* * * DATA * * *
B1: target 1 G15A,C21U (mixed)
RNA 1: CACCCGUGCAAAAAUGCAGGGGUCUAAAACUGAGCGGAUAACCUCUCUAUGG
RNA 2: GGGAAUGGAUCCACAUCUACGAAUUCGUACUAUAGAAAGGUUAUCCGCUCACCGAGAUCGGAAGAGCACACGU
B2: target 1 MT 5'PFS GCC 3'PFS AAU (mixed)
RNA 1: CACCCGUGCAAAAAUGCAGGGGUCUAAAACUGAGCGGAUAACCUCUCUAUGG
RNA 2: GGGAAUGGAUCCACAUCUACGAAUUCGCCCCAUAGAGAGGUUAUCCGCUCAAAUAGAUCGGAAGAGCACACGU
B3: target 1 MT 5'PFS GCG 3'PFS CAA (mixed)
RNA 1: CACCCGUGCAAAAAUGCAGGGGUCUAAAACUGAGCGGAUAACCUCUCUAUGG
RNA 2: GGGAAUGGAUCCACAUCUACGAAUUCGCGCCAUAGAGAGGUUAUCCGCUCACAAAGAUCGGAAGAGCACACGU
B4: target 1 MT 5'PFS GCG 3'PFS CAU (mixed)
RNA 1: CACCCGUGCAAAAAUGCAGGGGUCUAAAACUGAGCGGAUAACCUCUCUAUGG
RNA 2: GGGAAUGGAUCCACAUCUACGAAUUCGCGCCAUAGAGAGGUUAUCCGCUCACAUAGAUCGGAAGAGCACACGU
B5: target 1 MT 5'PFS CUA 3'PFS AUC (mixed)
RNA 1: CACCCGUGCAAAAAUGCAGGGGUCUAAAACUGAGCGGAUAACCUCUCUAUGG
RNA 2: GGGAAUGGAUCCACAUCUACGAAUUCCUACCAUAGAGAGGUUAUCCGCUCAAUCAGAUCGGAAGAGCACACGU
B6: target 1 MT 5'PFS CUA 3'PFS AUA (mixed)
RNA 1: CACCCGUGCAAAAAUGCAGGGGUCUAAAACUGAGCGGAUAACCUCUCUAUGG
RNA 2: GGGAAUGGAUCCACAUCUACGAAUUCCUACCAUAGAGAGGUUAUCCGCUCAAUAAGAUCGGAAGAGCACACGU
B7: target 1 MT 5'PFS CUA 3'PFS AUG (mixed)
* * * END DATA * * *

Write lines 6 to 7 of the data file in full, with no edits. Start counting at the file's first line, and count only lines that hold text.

RNA 2: GGGAAUGGAUCCACAUCUACGAAUUCGCCCCAUAGAGAGGUUAUCCGCUCAAAUAGAUCGGAAGAGCACACGU
B3: target 1 MT 5'PFS GCG 3'PFS CAA (mixed)